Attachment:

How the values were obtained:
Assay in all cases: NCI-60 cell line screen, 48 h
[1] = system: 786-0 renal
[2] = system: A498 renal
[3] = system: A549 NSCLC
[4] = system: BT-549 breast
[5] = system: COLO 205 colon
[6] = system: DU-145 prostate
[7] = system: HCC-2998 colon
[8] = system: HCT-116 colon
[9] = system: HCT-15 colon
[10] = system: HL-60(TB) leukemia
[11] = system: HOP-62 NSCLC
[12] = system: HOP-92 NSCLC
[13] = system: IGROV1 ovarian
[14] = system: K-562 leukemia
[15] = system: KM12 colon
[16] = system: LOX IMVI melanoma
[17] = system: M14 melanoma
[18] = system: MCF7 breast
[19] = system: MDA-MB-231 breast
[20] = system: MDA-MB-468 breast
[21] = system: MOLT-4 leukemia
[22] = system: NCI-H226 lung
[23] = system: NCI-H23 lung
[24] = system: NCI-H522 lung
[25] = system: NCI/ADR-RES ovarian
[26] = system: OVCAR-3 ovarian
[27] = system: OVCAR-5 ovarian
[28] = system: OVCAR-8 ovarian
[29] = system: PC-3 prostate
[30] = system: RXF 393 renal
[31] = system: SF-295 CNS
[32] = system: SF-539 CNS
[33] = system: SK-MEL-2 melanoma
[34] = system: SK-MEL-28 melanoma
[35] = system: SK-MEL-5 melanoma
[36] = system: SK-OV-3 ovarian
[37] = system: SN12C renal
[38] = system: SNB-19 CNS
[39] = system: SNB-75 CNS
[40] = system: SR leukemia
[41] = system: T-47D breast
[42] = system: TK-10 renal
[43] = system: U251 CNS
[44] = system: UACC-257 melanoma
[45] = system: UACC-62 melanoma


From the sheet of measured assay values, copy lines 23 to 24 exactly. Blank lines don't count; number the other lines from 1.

[21] = system: MOLT-4 leukemia
[22] = system: NCI-H226 lung